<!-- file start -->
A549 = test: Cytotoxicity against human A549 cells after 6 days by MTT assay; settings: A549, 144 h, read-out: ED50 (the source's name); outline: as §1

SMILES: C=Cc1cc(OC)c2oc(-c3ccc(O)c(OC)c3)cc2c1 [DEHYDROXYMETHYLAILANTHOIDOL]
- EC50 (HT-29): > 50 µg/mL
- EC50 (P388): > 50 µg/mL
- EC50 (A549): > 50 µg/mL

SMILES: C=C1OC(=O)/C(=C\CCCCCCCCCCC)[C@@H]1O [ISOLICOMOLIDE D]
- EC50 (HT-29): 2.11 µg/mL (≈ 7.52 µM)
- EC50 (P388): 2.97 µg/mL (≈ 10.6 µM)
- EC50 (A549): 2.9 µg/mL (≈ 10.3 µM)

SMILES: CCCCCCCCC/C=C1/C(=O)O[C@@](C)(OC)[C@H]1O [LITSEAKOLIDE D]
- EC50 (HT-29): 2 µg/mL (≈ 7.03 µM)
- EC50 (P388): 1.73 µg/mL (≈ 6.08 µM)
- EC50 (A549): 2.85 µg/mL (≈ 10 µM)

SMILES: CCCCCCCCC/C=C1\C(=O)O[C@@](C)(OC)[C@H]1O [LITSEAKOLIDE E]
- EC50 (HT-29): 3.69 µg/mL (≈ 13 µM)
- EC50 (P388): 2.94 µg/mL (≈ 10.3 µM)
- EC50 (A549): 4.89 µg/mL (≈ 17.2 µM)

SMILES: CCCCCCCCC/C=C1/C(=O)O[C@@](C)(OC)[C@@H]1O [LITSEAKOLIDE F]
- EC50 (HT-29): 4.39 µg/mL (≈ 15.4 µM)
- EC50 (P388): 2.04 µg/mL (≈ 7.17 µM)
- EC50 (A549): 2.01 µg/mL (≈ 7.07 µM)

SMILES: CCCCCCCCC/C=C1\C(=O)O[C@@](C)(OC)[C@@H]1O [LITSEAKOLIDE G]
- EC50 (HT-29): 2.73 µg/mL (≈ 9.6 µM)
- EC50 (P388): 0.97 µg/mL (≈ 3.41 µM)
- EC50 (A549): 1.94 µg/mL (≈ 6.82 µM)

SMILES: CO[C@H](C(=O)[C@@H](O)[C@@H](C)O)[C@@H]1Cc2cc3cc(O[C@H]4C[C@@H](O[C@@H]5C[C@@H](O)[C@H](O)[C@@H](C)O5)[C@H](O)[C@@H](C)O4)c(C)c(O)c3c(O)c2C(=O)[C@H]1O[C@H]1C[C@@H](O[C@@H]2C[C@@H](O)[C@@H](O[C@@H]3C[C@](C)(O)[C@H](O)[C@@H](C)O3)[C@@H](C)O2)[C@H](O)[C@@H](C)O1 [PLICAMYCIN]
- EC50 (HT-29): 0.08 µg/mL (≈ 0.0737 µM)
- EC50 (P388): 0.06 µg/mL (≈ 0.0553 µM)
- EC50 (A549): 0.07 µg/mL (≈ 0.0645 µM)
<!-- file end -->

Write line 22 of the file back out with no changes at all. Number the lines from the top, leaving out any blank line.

SMILES: CCCCCCCCC/C=C1\C(=O)O[C@@](C)(OC)[C@@H]1O [LITSEAKOLIDE G]